Singapore would have been hit hard by a shortfall of at least 100,000 workers and 30,000 domestic workers if migrant workers had not been allowed to enter after the circuit breaker period last year, the Ministry of Manpower (MOM) said yesterday.
This is about one-tenth of the total foreign workforce in Singapore. There were 984,100 migrant workers and 247,400 domestic workers employed here as at last December.
MOM said the Republic would have had a labour shortage of 70,000 service sector workers, including those in essential services such as healthcare and cleaning, 30,000 construction workers and 30,000 domestic workers if it had closed its borders last year.
The ministry revealed this in response to recent calls by members of the public to shut Singapore's borders entirely to bring down the number of imported cases.
"The impact on businesses and families would have been severe," the ministry said, echoing its previous statements on the issue.
It noted that it has, since May 2, "completely stopped entry of all from South Asia".
"At the same time, businesses have been appealing for more workers to be allowed to enter Singapore to address manpower shortages," it said.
On Monday, key representatives from the construction industry and built environment sector issued a plea to the Government to allow foreign workers to enter Singapore in a safe and controlled manner.
The Construction Industry Joint Committee said the industry supports the Government's efforts to curb a resurgence of Covid-19 as new virus variants emerge here, but warned of an increasing risk of workplace incidents as the current reduced workforce is already working at maximum capacity.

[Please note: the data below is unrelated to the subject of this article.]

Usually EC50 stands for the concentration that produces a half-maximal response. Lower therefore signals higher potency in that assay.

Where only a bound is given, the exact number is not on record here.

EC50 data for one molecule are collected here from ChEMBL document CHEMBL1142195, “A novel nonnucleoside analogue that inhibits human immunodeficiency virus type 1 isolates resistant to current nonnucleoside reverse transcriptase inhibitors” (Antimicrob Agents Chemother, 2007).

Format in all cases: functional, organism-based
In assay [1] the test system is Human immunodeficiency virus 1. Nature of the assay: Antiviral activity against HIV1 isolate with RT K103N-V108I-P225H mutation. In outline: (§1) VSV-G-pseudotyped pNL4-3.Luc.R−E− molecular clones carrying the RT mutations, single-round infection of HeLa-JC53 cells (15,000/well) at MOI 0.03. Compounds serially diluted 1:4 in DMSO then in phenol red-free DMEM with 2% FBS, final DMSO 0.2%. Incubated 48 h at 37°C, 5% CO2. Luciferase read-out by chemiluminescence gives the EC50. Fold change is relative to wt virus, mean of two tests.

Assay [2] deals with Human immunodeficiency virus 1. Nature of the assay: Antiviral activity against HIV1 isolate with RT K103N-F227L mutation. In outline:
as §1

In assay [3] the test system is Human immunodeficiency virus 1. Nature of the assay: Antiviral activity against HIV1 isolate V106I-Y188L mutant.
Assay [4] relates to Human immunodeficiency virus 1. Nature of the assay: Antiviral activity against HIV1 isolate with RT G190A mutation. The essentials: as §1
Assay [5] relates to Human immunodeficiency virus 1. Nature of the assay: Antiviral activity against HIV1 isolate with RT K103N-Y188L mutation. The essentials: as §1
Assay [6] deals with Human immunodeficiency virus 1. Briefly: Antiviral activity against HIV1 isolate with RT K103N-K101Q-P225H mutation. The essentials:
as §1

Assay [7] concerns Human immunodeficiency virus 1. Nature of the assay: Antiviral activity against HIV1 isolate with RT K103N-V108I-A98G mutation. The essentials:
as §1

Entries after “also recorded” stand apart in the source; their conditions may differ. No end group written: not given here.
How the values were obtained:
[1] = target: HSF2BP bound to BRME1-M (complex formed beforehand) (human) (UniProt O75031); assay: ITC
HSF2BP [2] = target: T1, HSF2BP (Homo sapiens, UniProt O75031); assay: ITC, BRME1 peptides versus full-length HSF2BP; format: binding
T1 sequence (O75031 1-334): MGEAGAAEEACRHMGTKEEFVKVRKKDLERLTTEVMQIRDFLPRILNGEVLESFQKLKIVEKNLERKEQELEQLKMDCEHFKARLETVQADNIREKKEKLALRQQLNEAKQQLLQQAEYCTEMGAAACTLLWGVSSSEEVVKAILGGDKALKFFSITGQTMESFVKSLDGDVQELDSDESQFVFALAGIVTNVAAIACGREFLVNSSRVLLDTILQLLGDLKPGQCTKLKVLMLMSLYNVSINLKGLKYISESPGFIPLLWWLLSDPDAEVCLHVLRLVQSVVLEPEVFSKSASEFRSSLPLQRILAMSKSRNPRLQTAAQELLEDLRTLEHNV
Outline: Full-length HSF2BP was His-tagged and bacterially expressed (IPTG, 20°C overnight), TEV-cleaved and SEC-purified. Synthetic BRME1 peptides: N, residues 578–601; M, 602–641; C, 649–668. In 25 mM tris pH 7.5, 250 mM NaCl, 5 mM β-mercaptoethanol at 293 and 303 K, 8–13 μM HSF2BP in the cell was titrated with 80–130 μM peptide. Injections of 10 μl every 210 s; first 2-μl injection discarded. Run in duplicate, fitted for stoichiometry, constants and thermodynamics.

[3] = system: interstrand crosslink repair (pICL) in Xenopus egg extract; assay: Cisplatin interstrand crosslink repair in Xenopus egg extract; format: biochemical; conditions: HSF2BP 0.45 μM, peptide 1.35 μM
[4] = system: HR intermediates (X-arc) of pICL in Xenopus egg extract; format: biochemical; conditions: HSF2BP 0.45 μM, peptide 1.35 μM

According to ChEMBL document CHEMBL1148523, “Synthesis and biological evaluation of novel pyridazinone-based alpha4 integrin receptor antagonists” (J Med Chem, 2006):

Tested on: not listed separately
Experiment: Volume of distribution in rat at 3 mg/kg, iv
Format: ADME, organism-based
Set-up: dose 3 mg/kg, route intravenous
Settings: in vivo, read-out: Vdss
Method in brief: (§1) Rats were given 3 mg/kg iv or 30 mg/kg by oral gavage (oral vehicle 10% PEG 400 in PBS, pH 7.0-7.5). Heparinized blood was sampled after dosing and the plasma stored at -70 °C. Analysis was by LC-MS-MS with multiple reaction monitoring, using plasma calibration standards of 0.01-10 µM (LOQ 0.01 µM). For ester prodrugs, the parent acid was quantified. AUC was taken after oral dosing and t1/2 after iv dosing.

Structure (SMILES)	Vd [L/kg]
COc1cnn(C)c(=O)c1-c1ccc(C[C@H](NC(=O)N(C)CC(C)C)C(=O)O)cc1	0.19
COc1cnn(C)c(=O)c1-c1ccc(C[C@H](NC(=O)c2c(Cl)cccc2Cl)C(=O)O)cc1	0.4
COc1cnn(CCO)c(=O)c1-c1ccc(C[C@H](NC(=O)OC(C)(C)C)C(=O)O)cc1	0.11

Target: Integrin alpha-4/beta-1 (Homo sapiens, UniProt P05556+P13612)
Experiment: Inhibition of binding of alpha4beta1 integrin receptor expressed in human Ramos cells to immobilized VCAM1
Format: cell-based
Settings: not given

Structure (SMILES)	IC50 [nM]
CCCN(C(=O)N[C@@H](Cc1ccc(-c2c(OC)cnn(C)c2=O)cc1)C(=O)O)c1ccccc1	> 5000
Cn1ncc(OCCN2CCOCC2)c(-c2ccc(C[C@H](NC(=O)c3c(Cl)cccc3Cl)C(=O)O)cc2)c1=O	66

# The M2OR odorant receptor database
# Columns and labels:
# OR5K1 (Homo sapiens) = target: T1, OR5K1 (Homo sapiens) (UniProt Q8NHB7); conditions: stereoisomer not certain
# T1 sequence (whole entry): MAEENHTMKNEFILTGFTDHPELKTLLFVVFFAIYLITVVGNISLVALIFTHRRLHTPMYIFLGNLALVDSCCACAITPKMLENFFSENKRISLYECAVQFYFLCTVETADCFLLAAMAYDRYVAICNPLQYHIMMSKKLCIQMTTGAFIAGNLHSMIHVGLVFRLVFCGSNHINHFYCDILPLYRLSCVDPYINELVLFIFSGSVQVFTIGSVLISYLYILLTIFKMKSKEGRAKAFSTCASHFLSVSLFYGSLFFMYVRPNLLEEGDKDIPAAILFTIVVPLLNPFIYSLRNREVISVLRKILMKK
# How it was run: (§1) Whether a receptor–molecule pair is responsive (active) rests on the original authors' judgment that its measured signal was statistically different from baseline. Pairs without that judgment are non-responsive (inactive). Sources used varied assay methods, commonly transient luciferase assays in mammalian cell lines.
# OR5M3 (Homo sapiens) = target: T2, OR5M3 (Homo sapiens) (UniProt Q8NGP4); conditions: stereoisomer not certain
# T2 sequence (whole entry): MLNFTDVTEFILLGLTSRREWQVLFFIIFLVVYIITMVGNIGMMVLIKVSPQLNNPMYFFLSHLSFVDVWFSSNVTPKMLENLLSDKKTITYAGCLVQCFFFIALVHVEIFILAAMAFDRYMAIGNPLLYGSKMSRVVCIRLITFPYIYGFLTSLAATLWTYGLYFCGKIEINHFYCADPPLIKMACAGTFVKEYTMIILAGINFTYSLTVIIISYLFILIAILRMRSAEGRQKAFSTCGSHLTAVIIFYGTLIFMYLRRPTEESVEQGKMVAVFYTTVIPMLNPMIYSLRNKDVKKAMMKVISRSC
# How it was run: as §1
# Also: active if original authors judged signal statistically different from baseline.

MOM said yesterday that the outflow of migrant workers has exceeded the inflow over the past year, with many workers returning home at the end of their contracts.
As a result of border restrictions to mitigate the risk of imported Covid-19 cases, Singapore has not been able to adequately replace those who have left.
MOM did not say how many migrant workers have arrived here since the circuit breaker last year.
However, Manpower Minister Tan See Leng told Parliament last week that there was a net outflow of about 5,600 work permit and S Pass holders from the construction, marine, process and service sectors each month from March last year to last month.
This adds up to a net outflow in this period of more than 72,000 workers from these sectors.
From November, entry approval was granted to an average of 5,100 workers per month to alleviate the manpower shortage, but Dr Tan said this inflow could not be sustained due to the dynamic and fluid Covid-19 situation in the workers' home countries.
MOM said that while it makes sense to try to retain existing workers, which businesses are already doing by offering higher retention bonuses and facilitating transfers, many workers are understandably worried about their families at home.
"Border restrictions will impact Singaporeans' daily lives and this will be felt more keenly in the coming weeks and months," the ministry said in its statement.